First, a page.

3 each case. 5 What may legitimately be required in a multi-million dollar claim in which electronic documents are at the heart of the dispute will likely not be justified in a $150,000 claim in which electronic documents are not as important. The new rules that deal with e-discovery reflect three recurring themes: (i) (ii) (iii) proportionality; flexibility; and cooperation. Proportionality The theme of proportionality recurs throughout the e-discovery Rules. Proportionality will be embodied in rules 1.04(1.1) and as a factor to be considered by the courts when determining discovery issues. Subrule 1.04(1.1) provides that: In applying these rules, the court shall make orders and give directions that are proportionate to the importance and complexity of the issues, and to the amount involved, in the proceeding. Courts will also explicitly be directed to consider proportionality when parties seek an order that a question be answered or a document produced. Courts will be required to consider whether: (a) (b) (c) the time required for the party or other person to answer the question or produce the document would be unreasonable; the expense associated with answering the question or producing the document would be unjustified; requiring the party or other person to answer the question or produce the document would cause him or her undue prejudice; 5 The Honourable Coulter A. Osborne, Civil Justice Reform Project: Summary of Findings and Recommendations (2007) at 61 [Osborne Report]. The Honourable Coulter Osborne also indicated that the bar may not ready for mandatory e-discovery obligations.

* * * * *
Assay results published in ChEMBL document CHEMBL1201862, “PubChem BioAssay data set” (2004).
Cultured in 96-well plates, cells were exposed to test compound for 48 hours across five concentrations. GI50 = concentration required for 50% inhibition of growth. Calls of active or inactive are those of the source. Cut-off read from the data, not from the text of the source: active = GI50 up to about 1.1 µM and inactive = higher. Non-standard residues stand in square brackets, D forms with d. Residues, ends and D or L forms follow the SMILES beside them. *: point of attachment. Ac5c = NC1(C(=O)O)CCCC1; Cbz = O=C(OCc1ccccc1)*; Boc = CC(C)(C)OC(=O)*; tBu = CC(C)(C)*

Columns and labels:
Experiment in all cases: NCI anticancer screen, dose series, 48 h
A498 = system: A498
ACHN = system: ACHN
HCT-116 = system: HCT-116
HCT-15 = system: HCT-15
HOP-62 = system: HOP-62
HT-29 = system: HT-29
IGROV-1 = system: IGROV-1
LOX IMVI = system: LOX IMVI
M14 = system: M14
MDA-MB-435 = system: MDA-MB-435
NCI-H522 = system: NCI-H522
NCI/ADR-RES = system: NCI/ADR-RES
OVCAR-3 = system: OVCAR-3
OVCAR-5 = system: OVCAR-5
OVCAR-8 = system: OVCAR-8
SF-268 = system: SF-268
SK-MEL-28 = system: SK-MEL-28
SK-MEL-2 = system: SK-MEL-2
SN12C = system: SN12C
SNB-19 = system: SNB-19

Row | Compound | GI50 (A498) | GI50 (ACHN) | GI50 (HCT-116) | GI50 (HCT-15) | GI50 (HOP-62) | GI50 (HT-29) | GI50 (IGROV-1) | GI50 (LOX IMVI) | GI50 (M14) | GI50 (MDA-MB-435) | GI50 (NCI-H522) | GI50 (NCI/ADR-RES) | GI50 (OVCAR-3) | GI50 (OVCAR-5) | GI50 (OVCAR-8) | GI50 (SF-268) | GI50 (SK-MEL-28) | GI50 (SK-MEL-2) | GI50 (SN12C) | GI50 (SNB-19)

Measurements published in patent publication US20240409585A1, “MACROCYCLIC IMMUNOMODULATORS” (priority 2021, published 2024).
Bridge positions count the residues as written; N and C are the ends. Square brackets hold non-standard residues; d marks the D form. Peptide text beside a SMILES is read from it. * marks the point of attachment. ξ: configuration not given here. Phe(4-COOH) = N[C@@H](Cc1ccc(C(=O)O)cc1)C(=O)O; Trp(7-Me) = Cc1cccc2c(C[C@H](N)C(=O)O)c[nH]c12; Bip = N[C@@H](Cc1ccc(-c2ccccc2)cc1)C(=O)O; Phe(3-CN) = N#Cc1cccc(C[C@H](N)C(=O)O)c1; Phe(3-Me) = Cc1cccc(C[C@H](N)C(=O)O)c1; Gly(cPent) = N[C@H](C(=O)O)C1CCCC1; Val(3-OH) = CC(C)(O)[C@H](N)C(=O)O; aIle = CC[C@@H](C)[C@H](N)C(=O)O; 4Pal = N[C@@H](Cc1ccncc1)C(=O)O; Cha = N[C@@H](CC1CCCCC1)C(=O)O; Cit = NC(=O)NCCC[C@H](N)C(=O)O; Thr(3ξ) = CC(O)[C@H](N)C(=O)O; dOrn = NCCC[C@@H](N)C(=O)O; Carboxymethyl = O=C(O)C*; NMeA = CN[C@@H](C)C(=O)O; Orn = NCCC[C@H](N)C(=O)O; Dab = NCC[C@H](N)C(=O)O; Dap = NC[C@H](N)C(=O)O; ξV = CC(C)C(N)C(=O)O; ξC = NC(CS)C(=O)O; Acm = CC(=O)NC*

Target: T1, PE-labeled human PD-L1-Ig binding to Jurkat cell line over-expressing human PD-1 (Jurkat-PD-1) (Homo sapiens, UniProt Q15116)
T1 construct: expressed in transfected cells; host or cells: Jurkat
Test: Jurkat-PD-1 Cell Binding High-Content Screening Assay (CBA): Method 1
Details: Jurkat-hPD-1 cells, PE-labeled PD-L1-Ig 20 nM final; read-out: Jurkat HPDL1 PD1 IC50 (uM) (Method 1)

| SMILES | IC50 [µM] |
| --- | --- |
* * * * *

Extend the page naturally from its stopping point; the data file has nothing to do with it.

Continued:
4 (d) (e) requiring the party or other person to answer the question or produce the document would unduly interfere with the orderly progress of the action; and the information or the document is readily available to the party requesting it from another source. Courts are also to consider whether an order to produce documents would result in a party or other person being required to produce an excessive volume of documents. 6 Relating to vs. Relevant to Proportionality also explains why the scope of documentary discovery will be narrowed by amendments to the Rules. The requirement that parties disclose and produce every document relating to any matter in issue will be replaced by mandated disclosure and production of every document relevant to any matter in issue. Relating to had been interpreted by the courts to require production of any document that has a semblance of relevance. 7 The intention of the amendment is to limit the scope of discovery to a simple test of relevance. The adoption of the relevance test extends beyond e-discovery, but its consequences may be greatest in the context of e-discovery. In most actions, each party has hundreds, if not thousands, of s and other electronic documents in its possession, power and control that would meet the semblance of relevance test. Due to the sheer number of electronic documents, the cost of preserving, reviewing and producing these documents would be exponentially greater than when discovery is limited to hard documents. In contrast to this inflated cost, the marginal benefit to the party receiving disclosure of all electronic documents with a semblance of relevance would often 6 Rule (2). 7 Supra note 5 at 57.